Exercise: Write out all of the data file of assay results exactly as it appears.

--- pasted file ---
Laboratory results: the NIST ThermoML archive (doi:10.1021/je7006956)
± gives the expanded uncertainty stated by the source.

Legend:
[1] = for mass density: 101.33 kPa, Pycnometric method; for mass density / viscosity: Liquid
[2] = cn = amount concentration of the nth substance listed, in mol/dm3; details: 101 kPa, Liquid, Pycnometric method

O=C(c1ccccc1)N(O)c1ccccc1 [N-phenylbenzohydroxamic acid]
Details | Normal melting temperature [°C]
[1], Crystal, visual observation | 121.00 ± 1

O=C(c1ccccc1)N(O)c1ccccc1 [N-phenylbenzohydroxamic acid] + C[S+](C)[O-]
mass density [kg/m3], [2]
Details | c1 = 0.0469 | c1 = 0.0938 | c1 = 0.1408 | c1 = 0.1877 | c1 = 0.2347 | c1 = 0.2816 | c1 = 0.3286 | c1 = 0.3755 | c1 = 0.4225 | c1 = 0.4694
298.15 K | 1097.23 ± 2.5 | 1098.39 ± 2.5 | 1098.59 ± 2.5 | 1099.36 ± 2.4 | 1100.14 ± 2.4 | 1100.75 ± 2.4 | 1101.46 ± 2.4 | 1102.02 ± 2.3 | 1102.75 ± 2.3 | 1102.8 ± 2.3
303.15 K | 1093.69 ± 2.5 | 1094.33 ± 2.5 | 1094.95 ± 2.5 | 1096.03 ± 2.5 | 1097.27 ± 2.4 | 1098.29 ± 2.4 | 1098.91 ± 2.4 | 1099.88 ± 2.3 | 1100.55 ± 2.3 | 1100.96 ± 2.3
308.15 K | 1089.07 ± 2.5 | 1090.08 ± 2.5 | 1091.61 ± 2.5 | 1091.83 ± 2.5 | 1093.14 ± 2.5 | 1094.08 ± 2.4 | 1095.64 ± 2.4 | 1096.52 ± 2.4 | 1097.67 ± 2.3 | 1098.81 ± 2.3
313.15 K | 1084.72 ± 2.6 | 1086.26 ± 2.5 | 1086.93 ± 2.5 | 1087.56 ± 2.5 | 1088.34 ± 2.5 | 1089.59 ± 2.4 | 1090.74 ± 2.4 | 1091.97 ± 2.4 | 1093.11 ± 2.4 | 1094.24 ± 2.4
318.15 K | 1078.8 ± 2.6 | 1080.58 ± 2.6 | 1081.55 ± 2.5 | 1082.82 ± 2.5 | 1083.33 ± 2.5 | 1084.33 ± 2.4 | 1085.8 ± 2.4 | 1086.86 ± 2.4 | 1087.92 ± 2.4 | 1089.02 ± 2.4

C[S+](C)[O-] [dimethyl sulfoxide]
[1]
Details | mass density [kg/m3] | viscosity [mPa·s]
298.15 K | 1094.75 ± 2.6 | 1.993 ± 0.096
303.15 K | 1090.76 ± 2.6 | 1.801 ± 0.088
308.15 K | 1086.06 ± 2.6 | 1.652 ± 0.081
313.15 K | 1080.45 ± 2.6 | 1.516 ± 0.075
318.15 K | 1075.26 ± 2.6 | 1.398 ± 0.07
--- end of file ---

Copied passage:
Laboratory results: the NIST ThermoML archive (doi:10.1021/je7006956)
± gives the expanded uncertainty stated by the source.

Legend:
[1] = for mass density: 101.33 kPa, Pycnometric method; for mass density / viscosity: Liquid
[2] = cn = amount concentration of the nth substance listed, in mol/dm3; details: 101 kPa, Liquid, Pycnometric method

O=C(c1ccccc1)N(O)c1ccccc1 [N-phenylbenzohydroxamic acid]
Details | Normal melting temperature [°C]
[1], Crystal, visual observation | 121.00 ± 1

O=C(c1ccccc1)N(O)c1ccccc1 [N-phenylbenzohydroxamic acid] + C[S+](C)[O-]
mass density [kg/m3], [2]
Details | c1 = 0.0469 | c1 = 0.0938 | c1 = 0.1408 | c1 = 0.1877 | c1 = 0.2347 | c1 = 0.2816 | c1 = 0.3286 | c1 = 0.3755 | c1 = 0.4225 | c1 = 0.4694
298.15 K | 1097.23 ± 2.5 | 1098.39 ± 2.5 | 1098.59 ± 2.5 | 1099.36 ± 2.4 | 1100.14 ± 2.4 | 1100.75 ± 2.4 | 1101.46 ± 2.4 | 1102.02 ± 2.3 | 1102.75 ± 2.3 | 1102.8 ± 2.3
303.15 K | 1093.69 ± 2.5 | 1094.33 ± 2.5 | 1094.95 ± 2.5 | 1096.03 ± 2.5 | 1097.27 ± 2.4 | 1098.29 ± 2.4 | 1098.91 ± 2.4 | 1099.88 ± 2.3 | 1100.55 ± 2.3 | 1100.96 ± 2.3
308.15 K | 1089.07 ± 2.5 | 1090.08 ± 2.5 | 1091.61 ± 2.5 | 1091.83 ± 2.5 | 1093.14 ± 2.5 | 1094.08 ± 2.4 | 1095.64 ± 2.4 | 1096.52 ± 2.4 | 1097.67 ± 2.3 | 1098.81 ± 2.3
313.15 K | 1084.72 ± 2.6 | 1086.26 ± 2.5 | 1086.93 ± 2.5 | 1087.56 ± 2.5 | 1088.34 ± 2.5 | 1089.59 ± 2.4 | 1090.74 ± 2.4 | 1091.97 ± 2.4 | 1093.11 ± 2.4 | 1094.24 ± 2.4
318.15 K | 1078.8 ± 2.6 | 1080.58 ± 2.6 | 1081.55 ± 2.5 | 1082.82 ± 2.5 | 1083.33 ± 2.5 | 1084.33 ± 2.4 | 1085.8 ± 2.4 | 1086.86 ± 2.4 | 1087.92 ± 2.4 | 1089.02 ± 2.4

C[S+](C)[O-] [dimethyl sulfoxide]
[1]
Details | mass density [kg/m3] | viscosity [mPa·s]
298.15 K | 1094.75 ± 2.6 | 1.993 ± 0.096
303.15 K | 1090.76 ± 2.6 | 1.801 ± 0.088
308.15 K | 1086.06 ± 2.6 | 1.652 ± 0.081
313.15 K | 1080.45 ± 2.6 | 1.516 ± 0.075
318.15 K | 1075.26 ± 2.6 | 1.398 ± 0.07